15 Books That Desperately Need Sequels, Because I Still Have So Many Unanswered Questions

Some of the most bittersweet moments in the life of a book lover are discovering those books you just can’t put down and that you never want to end — sweet because they’re just SO good, but bitter because at some point you will, in fact, arrive at the end of the story. There are other kinds of books as well; those populated with characters who puzzle, infuriate, and intrigue you, or filled with plot twists that keep you up at night. No matter how well a writer wraps up her story, these are the books that still leave you with questions you REALLY want answered, or introduce you to characters you’re desperate for some follow-up on. Basically, they’re the books we wish had sequels.

If you’ve ever reached the end of a novel and realized all you want to do is crawl back inside that world and find out more, you know exactly what I’m talking about — and you’re not alone. I think just about every book lover has, at some point in time, turned that last page of a book and wished there were more. (No matter how many books are impatiently waiting in your TBR pile.)

Here are 15 book sequels we wish existed — assuming our TBR piles could handle it, that is.

'The Catcher in the Rye' by J.D. Salinger

Is this just me, or are we all dying to know how Holden Caulfield turned out as an adult? The qualities and characteristics that were wholly insufferable in the prep school teen are suddenly completely relatable in adult life — amirite? Back in 11th grade English there was definitely no love lost between Holden and me, but now? I would totally grab a coffee with the guy. Sadly, The Catcher in the Rye author J.D. Salinger is no longer with us, and so far no sequel for his best-known novel has been discovered (as far as I know, anyway. Word in the library stacks is there’s an unauthorized sequel, but we don’t talk about that.)

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'Gone Girl' by Gillian Flynn

Two things are for sure: one, through all the various plot twists in Gillian Flynn’s Gone Girl, by the end it’s fairly well established that Nick and Amy Dunne kind of deserve each other. And two, I cannot be the only person wondering how the ol’ Dunnes are doing six years later. Have they been able to sleep next to one another — or sleep AT ALL — since? Inquiring minds need to know.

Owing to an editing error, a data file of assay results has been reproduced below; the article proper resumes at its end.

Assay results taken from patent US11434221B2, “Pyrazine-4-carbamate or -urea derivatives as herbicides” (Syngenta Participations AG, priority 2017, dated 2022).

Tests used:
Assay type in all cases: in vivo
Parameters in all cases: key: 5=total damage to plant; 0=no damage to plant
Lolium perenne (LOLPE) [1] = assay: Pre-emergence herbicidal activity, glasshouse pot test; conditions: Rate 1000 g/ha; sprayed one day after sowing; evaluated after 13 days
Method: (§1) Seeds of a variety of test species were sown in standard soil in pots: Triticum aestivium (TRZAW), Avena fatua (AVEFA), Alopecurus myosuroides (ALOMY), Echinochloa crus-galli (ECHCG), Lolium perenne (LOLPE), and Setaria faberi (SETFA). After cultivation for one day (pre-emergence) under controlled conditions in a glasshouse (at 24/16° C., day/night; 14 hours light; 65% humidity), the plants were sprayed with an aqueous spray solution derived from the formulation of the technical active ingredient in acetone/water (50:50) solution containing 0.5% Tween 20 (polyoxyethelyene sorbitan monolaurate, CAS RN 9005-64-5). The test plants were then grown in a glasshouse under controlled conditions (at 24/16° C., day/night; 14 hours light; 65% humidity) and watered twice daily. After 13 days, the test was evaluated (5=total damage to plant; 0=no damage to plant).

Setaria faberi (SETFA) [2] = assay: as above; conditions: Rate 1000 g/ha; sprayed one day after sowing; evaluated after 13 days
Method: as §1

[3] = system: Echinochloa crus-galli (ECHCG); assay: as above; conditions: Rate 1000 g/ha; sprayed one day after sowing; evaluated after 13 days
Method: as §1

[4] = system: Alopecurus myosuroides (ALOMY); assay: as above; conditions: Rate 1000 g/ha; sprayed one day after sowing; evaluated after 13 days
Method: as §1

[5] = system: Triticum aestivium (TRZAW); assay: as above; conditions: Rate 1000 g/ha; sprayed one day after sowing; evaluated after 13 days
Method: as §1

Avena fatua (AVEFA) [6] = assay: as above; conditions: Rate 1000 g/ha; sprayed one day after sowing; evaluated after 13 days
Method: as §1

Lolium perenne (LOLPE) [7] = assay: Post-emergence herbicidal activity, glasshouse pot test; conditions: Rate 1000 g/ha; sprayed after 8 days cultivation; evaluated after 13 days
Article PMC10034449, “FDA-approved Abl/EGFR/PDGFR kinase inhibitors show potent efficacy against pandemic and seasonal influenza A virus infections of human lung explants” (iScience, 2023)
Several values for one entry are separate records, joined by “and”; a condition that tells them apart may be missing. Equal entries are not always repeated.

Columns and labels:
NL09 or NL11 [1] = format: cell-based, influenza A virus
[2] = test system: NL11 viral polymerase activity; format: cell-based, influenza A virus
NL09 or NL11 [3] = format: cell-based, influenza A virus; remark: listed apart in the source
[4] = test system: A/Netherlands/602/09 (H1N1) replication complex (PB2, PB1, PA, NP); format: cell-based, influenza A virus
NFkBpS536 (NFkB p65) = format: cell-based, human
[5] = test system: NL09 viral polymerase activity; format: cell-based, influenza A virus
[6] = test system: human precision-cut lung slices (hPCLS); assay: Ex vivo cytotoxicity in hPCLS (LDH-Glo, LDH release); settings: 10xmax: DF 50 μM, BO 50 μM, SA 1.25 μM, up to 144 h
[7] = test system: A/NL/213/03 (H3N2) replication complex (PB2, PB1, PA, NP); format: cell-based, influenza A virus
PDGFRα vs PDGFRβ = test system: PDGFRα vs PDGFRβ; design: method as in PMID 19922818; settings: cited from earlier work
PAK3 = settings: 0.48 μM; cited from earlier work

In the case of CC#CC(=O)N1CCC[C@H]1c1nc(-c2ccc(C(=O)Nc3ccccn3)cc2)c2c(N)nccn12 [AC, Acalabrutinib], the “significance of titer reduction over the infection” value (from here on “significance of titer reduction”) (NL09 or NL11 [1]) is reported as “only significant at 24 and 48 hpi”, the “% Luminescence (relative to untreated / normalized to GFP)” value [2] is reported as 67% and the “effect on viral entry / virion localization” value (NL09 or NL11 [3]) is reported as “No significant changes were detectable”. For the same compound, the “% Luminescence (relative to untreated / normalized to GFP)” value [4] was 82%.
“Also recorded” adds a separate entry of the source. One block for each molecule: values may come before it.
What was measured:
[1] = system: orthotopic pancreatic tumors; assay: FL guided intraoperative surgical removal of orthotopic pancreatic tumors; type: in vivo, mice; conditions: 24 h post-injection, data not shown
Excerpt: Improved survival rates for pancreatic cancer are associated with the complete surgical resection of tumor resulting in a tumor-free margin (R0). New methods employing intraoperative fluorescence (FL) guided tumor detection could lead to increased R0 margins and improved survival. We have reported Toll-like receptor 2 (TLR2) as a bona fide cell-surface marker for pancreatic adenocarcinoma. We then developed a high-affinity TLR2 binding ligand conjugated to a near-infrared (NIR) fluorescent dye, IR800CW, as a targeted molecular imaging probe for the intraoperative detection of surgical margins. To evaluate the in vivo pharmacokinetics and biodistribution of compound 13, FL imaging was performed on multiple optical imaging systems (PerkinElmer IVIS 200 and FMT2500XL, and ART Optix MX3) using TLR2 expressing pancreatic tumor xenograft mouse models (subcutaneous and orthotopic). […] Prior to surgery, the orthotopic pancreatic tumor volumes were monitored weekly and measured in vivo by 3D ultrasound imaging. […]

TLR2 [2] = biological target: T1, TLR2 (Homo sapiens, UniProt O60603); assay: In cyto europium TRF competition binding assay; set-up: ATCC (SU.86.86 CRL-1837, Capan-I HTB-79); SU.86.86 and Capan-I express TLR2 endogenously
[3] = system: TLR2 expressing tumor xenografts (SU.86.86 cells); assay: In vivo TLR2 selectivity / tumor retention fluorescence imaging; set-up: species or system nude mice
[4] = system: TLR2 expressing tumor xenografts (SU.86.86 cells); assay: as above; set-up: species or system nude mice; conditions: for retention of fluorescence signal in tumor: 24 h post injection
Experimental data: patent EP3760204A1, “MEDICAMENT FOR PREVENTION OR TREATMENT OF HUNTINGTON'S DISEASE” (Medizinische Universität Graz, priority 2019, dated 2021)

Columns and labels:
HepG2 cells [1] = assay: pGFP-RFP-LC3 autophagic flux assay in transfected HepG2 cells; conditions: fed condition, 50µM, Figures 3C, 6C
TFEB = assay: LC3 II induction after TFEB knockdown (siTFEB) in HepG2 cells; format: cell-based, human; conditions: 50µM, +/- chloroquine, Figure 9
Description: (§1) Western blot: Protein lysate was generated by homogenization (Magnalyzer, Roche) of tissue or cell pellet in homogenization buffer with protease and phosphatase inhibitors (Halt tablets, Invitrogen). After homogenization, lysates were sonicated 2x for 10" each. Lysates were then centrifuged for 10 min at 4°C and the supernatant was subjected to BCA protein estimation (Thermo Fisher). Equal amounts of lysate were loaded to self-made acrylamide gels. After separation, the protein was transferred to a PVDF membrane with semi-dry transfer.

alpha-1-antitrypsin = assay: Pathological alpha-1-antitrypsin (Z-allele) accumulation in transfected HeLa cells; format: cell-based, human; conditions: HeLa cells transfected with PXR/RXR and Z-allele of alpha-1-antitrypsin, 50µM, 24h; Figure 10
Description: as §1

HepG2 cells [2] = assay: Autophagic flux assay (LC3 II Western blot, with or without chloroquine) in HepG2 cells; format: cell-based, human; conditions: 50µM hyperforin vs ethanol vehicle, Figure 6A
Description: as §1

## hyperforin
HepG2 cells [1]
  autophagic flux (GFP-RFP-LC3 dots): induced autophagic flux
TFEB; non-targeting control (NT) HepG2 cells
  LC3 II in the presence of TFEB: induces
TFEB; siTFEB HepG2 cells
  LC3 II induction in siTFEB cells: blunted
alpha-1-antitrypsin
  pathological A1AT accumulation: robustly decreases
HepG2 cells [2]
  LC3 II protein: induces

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'Ella Enchanted' by Gail Carson Levine

Here’s the thing about Ella Enchanted by Gail Carson Levine: it ended just as it was getting good! Readers trucked along with Ella for one page after another of trials and tribulations, injustices and misunderstandings and heartbreak, just waiting for her to sort her curse out and save herself from her fate. And the moment she does, she bursts into tears and the novel is over. Um… hello? I want to know what Ella’s going to do with her life — and fierce new free will — now.

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'The Immortalists' by Chloe Benjamin

This is the newest addition to my “I wish there were a sequel to this” booklist, since it only came out in January (so, you know, no pressure Chloe Benjamin — I understand these things take time.) If you haven’t had the opportunity to check it out, The Immortalists dives headfirst into the lives of four siblings whose lives are transformed when they each learn as children the dates they’re predicted to die. I won’t give away the ending in case you haven’t read it yet, but suffice it to say I REALLY want to know what happens in the future of this family, the psychic, and all the other characters swirling around them.

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'Tuck Everlasting' by Natalie Babbitt

A novel that, in some ways, travels in the direct opposite direction of the aforementioned The Immortalists, Natalie Babbitt’s Tuck Everlasting navigates what happens to a family who can never die — and specifically, the young girl who meets and falls in love, in different ways, with all of them. And, while sequels about the Tuck family could theoretically go on forever (because they’re, you know, immortal) I’m not really all that interested in what happens to them for all of eternity. I want to know how Winnie Foster — what she ended up doing with her time, if she ever had any second thoughts, and what her reflections were at the end of her life. Maybe that’s a lot to ask for a Middle Grade novel, I dunno…

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'The Handmaid's Tale' by Margaret Atwood

Now that we’ve got a firm grasp on the misogynistic dystopia that is The Handmaid's Tale by Margaret Atwood, we want a revolution! (Or, at least, I do.) Something along the lines of "Part Two: The Handmaids’ Uprising". You can see it, right? And you can’t tell me Hulu wouldn’t be all over that too.